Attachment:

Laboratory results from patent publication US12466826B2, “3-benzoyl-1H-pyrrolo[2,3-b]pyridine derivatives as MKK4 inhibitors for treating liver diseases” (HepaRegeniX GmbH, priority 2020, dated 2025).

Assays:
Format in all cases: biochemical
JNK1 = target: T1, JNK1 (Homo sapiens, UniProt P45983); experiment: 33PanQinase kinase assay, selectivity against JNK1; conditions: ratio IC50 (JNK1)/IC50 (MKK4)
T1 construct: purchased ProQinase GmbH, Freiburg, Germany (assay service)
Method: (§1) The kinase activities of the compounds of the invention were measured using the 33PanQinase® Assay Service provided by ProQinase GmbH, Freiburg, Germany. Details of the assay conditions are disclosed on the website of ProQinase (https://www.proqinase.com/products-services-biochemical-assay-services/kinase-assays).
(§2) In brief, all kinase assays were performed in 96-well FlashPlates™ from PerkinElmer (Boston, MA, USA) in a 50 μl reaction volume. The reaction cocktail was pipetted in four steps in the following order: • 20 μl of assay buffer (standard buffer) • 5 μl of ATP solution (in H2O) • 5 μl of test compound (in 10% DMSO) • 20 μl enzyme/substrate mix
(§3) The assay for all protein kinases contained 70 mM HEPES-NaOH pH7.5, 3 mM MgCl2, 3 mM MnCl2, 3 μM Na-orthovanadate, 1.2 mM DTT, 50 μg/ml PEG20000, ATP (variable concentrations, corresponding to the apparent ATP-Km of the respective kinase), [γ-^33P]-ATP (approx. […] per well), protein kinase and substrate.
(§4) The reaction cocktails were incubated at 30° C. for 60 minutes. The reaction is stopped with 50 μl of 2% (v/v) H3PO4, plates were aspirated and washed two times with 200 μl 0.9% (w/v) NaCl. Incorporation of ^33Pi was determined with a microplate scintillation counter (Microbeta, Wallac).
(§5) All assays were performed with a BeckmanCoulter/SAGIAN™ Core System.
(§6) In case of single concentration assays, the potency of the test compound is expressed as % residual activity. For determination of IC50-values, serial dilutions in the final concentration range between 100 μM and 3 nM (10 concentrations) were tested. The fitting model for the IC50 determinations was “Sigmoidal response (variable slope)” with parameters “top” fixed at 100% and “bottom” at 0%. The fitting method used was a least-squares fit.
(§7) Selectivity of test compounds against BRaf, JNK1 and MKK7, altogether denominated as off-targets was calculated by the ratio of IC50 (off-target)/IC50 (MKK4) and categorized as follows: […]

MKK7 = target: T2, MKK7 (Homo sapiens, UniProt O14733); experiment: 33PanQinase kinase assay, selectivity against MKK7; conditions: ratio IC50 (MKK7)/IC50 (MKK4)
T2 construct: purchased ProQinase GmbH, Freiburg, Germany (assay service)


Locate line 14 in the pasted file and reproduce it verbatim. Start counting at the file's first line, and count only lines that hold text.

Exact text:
T2 construct: purchased ProQinase GmbH, Freiburg, Germany (assay service)